Mass Mutual Life Insurance produced an ownership transition survey back about a decade ago. The survey results were based on feedback and answers from family-owned businesses. It produced some very interesting results, and is worth examining even today. While the survey at this point is quite outdated in terms of the timeline, there are still many valuable nuggets of information to be gleaned from it. Let’s dive in and take a closer look at the numbers and what they can tell us for 2021 and beyond.
While the Mass Mutual Life Insurance ownership transition survey had a range of important points, the one that leaps right off the page is the fact that a whopping 80% of family-owned businesses are still being controlled by their founders. A large percentage of those founders are Baby Boomers who will have little choice but to retire in the next few years.
The survey indicated that 55% of CEOs over the age of 61 or older have yet to choose a successor. This fact serves to emphasize the fact that a “retirement wave” will hit family-owned businesses, and this will lead to some interesting shifts and opportunities. And while the survey indicated that 13% of CEOs state they will never retire, the reality of the situation is that ownership will eventually change hands. Business brokers can expect to see an unprecedented wave of interest in their services. Additionally, prospective buyers will also have a highly unique opportunity to buy established businesses.
The survey also indicated that 30% of family-owned businesses will be changing leadership within the next five years. Of course, with that change of leadership, many possibilities open up, including the possibility of selling. However, it is important to note that while there will be a “retirement wave” amongst the Baby Boomers, not all businesses currently owned by Baby Boomers will be placed on the market.
The survey noted that 90% of businesses currently plan on remaining family-owned, and 85% of businesses plan on having their next CEO be a family member. However, it is important to keep in mind that even if these numbers were to hold true, that means at least 10% of businesses will be up for sale.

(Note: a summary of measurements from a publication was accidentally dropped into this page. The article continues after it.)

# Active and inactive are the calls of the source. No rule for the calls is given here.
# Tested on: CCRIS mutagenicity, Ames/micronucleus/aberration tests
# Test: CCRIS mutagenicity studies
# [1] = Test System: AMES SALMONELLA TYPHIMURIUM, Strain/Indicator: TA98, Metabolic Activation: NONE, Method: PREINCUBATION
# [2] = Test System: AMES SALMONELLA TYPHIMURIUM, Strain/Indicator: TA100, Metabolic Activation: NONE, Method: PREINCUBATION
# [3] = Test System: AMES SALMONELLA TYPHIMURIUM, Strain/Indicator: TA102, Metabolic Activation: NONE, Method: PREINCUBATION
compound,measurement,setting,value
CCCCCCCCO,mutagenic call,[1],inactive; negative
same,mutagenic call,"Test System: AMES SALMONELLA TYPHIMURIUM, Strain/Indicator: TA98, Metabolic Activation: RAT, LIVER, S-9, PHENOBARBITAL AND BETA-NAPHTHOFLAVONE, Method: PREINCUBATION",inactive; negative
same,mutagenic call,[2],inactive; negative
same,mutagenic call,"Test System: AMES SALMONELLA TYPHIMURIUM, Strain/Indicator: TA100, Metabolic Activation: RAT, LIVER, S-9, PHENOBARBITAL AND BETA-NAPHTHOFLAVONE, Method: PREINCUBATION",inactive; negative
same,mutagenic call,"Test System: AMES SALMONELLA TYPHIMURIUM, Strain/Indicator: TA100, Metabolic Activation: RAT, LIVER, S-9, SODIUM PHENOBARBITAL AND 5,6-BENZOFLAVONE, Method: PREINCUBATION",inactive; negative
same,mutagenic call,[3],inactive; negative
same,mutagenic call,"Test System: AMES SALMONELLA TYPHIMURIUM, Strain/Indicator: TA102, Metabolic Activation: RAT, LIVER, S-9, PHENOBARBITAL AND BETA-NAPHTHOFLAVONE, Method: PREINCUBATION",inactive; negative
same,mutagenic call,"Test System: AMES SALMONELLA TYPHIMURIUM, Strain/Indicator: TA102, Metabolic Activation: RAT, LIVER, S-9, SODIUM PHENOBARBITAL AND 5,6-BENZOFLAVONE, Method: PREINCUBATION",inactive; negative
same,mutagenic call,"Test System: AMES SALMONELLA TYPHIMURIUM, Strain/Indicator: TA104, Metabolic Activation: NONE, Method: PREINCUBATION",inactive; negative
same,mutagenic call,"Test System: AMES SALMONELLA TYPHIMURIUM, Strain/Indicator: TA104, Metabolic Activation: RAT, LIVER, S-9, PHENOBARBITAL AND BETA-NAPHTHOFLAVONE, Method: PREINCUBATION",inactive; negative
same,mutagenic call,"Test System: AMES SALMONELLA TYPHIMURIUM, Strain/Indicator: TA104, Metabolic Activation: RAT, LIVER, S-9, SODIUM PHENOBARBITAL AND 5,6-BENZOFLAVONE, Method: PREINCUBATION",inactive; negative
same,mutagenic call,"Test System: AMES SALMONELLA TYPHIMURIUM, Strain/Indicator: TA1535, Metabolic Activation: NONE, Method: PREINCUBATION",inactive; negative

It is likely that this number is far higher now than when the survey was conducted due to the aging nature of the Baby Boomer population and owners looking to sell because of pandemic related issues. Simply stated, there will be no shortage of businesses for sale in 2021 and beyond.
Another important aspect of the survey to consider is the fact that family-owned businesses are not prepared to sell. According to the survey, 20% of family-owned businesses have not completed any form of estate planning, and 55% of family owners do not have any formal company valuation for estate tax estimates. Combine these statistics with the fact that 60% of businesses do have a written strategic plan, and it becomes clear that family-owned businesses, especially those considering selling in the future, are most definitely in need of professional assistance. Many family-owned businesses are ill prepared for the future and have a range of vulnerabilities. Business brokers and M&A advisors are uniquely positioned to provide those services.
The post Ownership Transition Survey Results appeared first on Deal Studio – Automate, accelerate and elevate your deal making.
You shouldn’t expect to sell your company overnight. For every company that sells quickly, there are a hundred that take many months or even years to sell. Having the correct mindset and understanding of what you must do ahead of time to prepare for the sale of your company will help you avoid a range of headaches and dramatically increase your overall chances of success.
First, and arguably most importantly, you must have the right frame of mind. Flexibility is a key attribute for any business owner looking to sell his or her business. There are many variables involved in selling a business, and that means much can go wrong. An inflexible owner can even irritate prospective buyers and inadvertently sabotage what could have otherwise been a workable deal.
Be Flexible on Price
A key part of being flexible is to be ready and willing to accept a lower price. There are many reasons why business owners may fail to achieve the price they want for their business. These factors range from lack of management depth and lack of geographical distribution to an overreliance on a handful of customers or key clients. Of course, one way to address this problem is to work with a business broker or M&A advisor in advance, so that such price issues are minimized or eliminated altogether.
Be Prepared to Compromise
In the process of selling your business, you may want to achieve confidentiality and sell your business quickly and for the price you want. However, the fact is that most sellers find that it is possible to have confidentiality, speed, and the price you want, but not all three. Ultimately, you’ll have to pick two of the three variables that are most important to you.
A third way in which business owner flexibility can boost the chances of success is to embrace the virtue of patience. By accepting the fact that businesses can “sit on the shelf” for a considerable period of time, you are shifting your expectations. This realization can help reduce your stress level. The fact is that stressed out owners are far more likely to make mistakes.
Sometimes Losing is Really Winning